2.2. Time Difference of Arrival

The idea of the time difference of arrival (TDoA) technique is to determine the relative position of the mobile by examining the time difference in which the different signals reach the receiver instead of obtaining the absolute time of arrival. For each TDoA measurement, the transmitter must resolve a hyperboloid between the two units of measurement [18].

2.3. Angle of Arrival

The angle of arrival (AoA) technique, which is also referred to as the direction of arrival (DoA), uses multi-array antennas to determine the angle of arrival of the incoming signal from the mobile target via spatial diversity of the antennas [19,20].
In the AoA technique, the estimation of the target mobile can be obtained by intersecting pairs of line angles, which are each formed by a circle of radius from the base station to the target mobile [21,22].

2.4. Received Signal. Strength (RSS)

The RSS detection method is based on the loss of power that the signal experiences in the propagation medium as the power of the signal in the free space decays with the square of the distance. This method applies the received signal strength indicator (RSSI) parameter, which collects the power with which the signal from the target mobile to be located arrives at the receiving station [23,24,25]. The distance between the target mobile and the base stations can be calculated using the RSSI value considering the losses in the propagation.
Due to the various shadows and multipath effects in indoor environments, path-loss models are not always available. In addition, the parameters of the model directly depend on the scenario. The accuracy of this technique can be increased using the RSSI measurements in areas around the base stations or multiple measurements from several base stations [26,27].

2.5. Hybrid. Techniques

Implementation of a hybrid system that combines AoA and ToA [28,29], in which ToA forms a circle to which it cuts a straight AoA line, is possible and offers greater accuracy and a shorter response time [30]. Another possible solution is to combine ToA and TDoA. With this system, the deficiencies of the TDoA technique in NLOS environments are improved [31]. AoA and TDoA have also been combined to improve accuracy and limit multipath effects, which enables locating only with two base stations via the intersection of the straight line and the hyperbola of the AoA and TDoA measurements [32,33]. Some techniques combine measures of time and power [34].

2.6. Fingerprinting Techniques

In recent years, location-based services (LBS) have proliferated; however, the main challenge is to determine the locations of mobile terminals within a certain accuracy.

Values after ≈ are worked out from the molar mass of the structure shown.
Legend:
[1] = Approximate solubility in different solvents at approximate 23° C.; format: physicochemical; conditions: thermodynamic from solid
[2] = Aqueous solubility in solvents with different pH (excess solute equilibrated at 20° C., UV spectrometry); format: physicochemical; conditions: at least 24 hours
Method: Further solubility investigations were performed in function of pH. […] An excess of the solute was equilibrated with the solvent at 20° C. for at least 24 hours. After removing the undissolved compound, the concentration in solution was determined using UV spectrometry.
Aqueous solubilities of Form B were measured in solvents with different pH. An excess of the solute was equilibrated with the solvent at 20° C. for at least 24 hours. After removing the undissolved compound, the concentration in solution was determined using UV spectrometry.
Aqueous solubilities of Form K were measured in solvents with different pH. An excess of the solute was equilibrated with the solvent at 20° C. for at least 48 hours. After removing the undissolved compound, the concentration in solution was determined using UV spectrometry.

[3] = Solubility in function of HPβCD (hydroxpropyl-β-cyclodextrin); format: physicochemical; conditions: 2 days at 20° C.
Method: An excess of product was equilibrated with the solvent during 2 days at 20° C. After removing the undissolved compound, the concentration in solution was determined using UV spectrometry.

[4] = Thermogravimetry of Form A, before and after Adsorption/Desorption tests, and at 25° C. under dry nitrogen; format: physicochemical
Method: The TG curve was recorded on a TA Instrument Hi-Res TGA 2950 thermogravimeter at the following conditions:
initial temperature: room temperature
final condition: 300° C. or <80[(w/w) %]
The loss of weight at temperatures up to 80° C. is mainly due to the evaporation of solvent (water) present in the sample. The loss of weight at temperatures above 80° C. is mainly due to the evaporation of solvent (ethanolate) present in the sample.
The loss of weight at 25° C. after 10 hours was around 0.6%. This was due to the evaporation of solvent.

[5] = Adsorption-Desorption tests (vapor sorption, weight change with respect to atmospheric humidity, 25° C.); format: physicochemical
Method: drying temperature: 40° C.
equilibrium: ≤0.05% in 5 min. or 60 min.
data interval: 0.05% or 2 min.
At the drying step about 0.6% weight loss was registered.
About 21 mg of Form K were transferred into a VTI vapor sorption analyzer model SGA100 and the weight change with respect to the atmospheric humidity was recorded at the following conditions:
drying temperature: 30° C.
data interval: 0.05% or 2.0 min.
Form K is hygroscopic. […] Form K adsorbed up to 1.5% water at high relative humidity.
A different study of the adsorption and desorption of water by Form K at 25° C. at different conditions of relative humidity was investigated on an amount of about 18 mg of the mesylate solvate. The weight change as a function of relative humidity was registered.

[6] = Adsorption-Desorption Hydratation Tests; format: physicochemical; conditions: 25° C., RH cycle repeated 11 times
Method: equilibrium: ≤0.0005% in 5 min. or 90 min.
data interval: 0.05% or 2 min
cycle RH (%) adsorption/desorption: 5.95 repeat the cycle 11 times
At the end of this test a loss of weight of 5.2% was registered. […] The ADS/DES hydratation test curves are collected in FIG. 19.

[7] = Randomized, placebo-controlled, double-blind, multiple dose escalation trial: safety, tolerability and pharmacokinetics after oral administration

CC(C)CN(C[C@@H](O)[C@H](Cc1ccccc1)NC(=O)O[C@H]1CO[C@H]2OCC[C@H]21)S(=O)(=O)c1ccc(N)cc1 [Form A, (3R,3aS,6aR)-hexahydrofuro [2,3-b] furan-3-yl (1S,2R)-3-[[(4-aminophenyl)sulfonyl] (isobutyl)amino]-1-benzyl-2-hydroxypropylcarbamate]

As we have indicated, traditional localization techniques based on radio frequency are subjected to strong fluctuations in a signal due to the NLOS between transmitters-receivers and other causes, such as the multipath effect, which produces variations in the information of the parameter RSSI applied as a pattern in the localization process.
To avoid these signal fluctuations, an increase in the number of access points in the scenario is possible to minimize the cases of NLOS. This idea served as the basis for introducing the fingerprinting technique, which consists of comparing the available power levels in a set of points, as fingerprints, in known positions with those obtained in the target mobiles to be located when they are excited by the same antennas. The final position of the mobile is determined by assigning the coordinates of the fingerprint of the shortest distance in the scenario.
The fingerprinting technique is a deterministic localization method that is divided into two phases:
  • Off-line phase: It constitutes the calibration phase in which a database or radio-map is generated with the power measurements obtained on the mesh fingerprinting when excited by the antennas of the environment.
  • On-line phase: it constitutes the testing phase; a significant number of mobile stations are randomly located within the coverage area of the radio-map to obtain the corresponding power measurements when excited by the same antennas.
The vector with the values of the different RSSI measurements obtained in a certain position of the mesh is referred to as the location of the fingerprinting in this point. The estimation of the location is obtained by an algorithm that computes the distance between a fingerprint and a target. In most cases, the Euclidean distance, although other distance metrics can be employed (refer to Section 3.1), between the RSS values in the target mobiles (on-line phase) and the RSS values of each fingerprint stored in the radio-map (off-line phase) is computed. The coordinates associated with the fingerprint that provides the shortest distance metric are utilized as the final position for the target mobile (Figure 1).
The most common application of this method is the location in indoor environments [35,36,37]. In Ref. [38], the properties of the RSSI signal are analysed. In Ref. [39], a study is presented with the estimation of the expected error using this technique. In Ref. [40], a study of channel modelling is presented. In Ref. [41], an improvement of the algorithm is presented using interpolation with neighbouring fingerprints (K-NN).